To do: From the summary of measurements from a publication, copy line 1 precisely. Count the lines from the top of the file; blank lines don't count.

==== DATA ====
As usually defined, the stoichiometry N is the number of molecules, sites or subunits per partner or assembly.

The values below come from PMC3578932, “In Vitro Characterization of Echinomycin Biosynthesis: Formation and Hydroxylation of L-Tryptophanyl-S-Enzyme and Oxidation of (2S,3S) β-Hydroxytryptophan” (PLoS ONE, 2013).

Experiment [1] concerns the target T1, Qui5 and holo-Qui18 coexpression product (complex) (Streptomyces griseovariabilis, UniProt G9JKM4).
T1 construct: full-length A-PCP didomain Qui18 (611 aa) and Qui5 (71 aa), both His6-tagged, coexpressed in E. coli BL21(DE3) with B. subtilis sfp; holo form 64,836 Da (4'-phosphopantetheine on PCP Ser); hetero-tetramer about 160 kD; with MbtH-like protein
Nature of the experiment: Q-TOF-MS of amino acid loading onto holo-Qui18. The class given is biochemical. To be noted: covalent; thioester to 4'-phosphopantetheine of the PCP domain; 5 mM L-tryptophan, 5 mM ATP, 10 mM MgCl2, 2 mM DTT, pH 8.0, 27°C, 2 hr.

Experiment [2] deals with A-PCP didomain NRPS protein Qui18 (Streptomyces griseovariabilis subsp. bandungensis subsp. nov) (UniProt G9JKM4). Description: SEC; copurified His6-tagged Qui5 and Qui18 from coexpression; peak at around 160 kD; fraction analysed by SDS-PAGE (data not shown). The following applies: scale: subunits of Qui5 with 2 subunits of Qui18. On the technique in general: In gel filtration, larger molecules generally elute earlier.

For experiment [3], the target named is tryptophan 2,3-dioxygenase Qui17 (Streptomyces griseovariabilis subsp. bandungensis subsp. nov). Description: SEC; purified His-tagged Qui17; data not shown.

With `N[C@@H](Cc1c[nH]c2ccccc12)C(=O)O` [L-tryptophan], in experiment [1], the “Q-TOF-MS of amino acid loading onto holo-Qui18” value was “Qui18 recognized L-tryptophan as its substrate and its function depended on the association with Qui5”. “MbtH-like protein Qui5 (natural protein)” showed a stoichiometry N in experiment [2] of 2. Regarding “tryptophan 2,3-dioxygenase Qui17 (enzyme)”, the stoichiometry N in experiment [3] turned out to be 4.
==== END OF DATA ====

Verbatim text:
As usually defined, the stoichiometry N is the number of molecules, sites or subunits per partner or assembly.